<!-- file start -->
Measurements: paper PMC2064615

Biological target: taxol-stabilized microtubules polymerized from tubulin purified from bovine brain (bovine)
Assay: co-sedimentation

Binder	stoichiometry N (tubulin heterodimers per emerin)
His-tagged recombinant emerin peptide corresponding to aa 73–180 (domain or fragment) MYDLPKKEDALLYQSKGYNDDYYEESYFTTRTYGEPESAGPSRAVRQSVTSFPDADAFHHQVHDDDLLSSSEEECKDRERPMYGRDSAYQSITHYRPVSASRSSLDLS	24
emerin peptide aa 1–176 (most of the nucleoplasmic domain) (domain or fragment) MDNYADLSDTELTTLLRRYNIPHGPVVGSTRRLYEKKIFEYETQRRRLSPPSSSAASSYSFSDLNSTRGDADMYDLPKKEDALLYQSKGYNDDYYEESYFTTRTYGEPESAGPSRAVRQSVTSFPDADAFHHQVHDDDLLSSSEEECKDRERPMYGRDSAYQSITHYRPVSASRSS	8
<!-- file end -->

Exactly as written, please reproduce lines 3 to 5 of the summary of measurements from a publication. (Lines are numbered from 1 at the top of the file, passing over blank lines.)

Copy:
Assay: co-sedimentation

Binder	stoichiometry N (tubulin heterodimers per emerin)
His-tagged recombinant emerin peptide corresponding to aa 73–180 (domain or fragment) MYDLPKKEDALLYQSKGYNDDYYEESYFTTRTYGEPESAGPSRAVRQSVTSFPDADAFHHQVHDDDLLSSSEEECKDRERPMYGRDSAYQSITHYRPVSASRSSLDLS	24